This vote was on a Republican amendment aimed at reducing the backlog of untested DNA evidence from sexual assault cases, requiring tougher prison sentences for convicted sex criminals, and creating a national DNA database to help track serial sex offenders.
Sen. John Cornyn (R-TX) offered the amendment during consideration of legislation renewing the Violence Against Women Act, which provides grants and other assistance to reduce domestic and sexual violence. Sen. Cornyn’s amendment was similar to a competing Democratic amendment that would have increased funding for grants to reduce the national backlog of “rape kits,” which are used to collect evidence in alleged sexual assault cases. However, Sen. Cornyn’s amendment included extra provisions that would set minimum prison sentences for sexual offenders, mandate an audit of the national rape kit backlog, and create a national DNA database. It also included a “Sense of the Senate” provision – essentially a statement of the Senate’s opinion that is not legally binding – calling on a classified-ad website to take down its “adult services” section, which Sen. Cornyn said had been used by child sex traffickers.
Sen. Cornyn argued that his amendment would take critical steps to address the “national scandal” of the rape kit backlog, as well as help law enforcement crack down on sex offenders.
“For far too long, untested rape kits have been piling up due to limited resources prescribed by antiquated laws, denying justice and compounding the pain for an untold number of victims in cities across Texas and the nation,” Sen. Cornyn said. “This legislation will cut down on the unacceptable backlogs of rape kits sitting in crime labs nationwide, toughen sentencing for some of our most reprehensible criminals, and give new tools to law enforcement to track sex offenders who dodge registration.”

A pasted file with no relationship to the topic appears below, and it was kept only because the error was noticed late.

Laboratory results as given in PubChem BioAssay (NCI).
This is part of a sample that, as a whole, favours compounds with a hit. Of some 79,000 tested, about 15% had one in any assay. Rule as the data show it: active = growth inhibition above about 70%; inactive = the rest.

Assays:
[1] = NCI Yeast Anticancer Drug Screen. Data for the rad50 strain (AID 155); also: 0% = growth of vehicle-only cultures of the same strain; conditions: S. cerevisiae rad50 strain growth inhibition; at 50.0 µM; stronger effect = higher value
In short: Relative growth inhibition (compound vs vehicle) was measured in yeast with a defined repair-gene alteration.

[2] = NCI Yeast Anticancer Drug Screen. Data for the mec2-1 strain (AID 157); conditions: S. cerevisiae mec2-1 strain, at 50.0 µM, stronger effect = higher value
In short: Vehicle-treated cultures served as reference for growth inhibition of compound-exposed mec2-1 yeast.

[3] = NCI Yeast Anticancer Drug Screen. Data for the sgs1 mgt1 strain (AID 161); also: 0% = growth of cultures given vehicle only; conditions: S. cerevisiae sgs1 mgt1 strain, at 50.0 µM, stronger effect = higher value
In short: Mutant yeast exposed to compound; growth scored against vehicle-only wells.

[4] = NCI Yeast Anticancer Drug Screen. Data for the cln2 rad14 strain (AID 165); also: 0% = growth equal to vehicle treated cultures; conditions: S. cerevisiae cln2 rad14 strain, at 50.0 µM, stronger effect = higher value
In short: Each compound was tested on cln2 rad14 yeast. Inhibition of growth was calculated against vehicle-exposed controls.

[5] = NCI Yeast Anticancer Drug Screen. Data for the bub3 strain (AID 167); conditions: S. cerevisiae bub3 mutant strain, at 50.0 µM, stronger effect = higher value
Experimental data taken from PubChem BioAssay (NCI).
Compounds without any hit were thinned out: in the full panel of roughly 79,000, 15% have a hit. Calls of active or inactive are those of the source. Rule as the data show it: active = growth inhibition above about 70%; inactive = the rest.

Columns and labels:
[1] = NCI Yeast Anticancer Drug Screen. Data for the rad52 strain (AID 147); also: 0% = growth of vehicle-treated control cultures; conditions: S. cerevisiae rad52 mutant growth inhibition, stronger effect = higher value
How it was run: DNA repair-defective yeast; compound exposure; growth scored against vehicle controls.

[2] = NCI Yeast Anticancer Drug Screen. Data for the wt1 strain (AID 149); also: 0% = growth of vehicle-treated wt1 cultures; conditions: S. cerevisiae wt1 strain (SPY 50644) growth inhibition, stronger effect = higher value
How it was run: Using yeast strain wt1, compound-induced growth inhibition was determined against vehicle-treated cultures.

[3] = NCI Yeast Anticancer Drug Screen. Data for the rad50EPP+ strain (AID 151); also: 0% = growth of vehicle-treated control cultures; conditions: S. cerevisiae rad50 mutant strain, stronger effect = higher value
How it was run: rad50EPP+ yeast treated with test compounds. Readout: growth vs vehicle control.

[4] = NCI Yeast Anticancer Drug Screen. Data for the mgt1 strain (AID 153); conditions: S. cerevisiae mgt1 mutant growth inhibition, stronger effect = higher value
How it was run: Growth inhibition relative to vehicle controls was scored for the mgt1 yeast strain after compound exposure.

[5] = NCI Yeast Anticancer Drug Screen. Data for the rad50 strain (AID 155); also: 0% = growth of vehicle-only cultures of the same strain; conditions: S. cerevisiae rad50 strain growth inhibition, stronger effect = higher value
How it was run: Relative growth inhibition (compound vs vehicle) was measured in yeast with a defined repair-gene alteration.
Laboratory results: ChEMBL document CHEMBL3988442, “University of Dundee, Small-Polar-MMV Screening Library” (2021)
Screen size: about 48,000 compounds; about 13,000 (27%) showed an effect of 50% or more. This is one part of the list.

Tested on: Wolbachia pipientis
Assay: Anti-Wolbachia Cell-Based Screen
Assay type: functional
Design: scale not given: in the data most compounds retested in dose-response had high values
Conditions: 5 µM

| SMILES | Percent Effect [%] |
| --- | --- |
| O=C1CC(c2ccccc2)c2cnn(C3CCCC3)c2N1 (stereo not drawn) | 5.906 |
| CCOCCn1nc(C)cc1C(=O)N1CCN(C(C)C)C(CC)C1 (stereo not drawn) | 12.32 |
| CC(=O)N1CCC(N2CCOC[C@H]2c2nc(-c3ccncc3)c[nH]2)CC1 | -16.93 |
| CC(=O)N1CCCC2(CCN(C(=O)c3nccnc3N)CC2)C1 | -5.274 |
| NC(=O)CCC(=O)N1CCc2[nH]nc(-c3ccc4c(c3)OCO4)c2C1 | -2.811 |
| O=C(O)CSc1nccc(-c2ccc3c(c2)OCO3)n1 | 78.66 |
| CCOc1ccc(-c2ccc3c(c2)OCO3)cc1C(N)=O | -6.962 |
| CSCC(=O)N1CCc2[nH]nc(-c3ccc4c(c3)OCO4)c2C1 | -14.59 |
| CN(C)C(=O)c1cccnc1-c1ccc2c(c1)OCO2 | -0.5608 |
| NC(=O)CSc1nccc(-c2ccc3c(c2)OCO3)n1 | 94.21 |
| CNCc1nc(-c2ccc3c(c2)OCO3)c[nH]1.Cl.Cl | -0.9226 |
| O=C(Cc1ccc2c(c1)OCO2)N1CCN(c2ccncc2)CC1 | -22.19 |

Opponents of Sen. Cornyn’s amendment said that while they supported the parts of the amendment that mirrored the Democratic proposal, its requirements for a national DNA database would divert funding from more critical efforts to reduce the backlog of rape kits.
“The Cornyn amendment is well intentioned, but it will undermine, rather than enhance, the progress we have made,” Sen. Patrick Leahy (D-VT) said. “It could force state and local law enforcement to invest time and resources to comply with onerous and illogical reporting requirements instead of actually responding to calls and investigating sexual assault cases. Key victims' groups have opposed it, saying all the things it adds in here … would actually hurt them.”
Even though 50 senators supported Sen. Cornyn’s amendment and only 48 voted “nay,” the amendment was defeated because it was brought up under Senate rules that require 60 votes for passage. Voting “yea” were 46 Republicans and 4 Democrats. Voting “nay” were 48 Democrats, including a majority of progressives. As a result, the Senate defeated the effort to reduce the backlog of untested DNA evidence from sexual assault cases, require tougher prison sentences for convicted sex criminals, and create a national DNA database to help track serial sex offenders.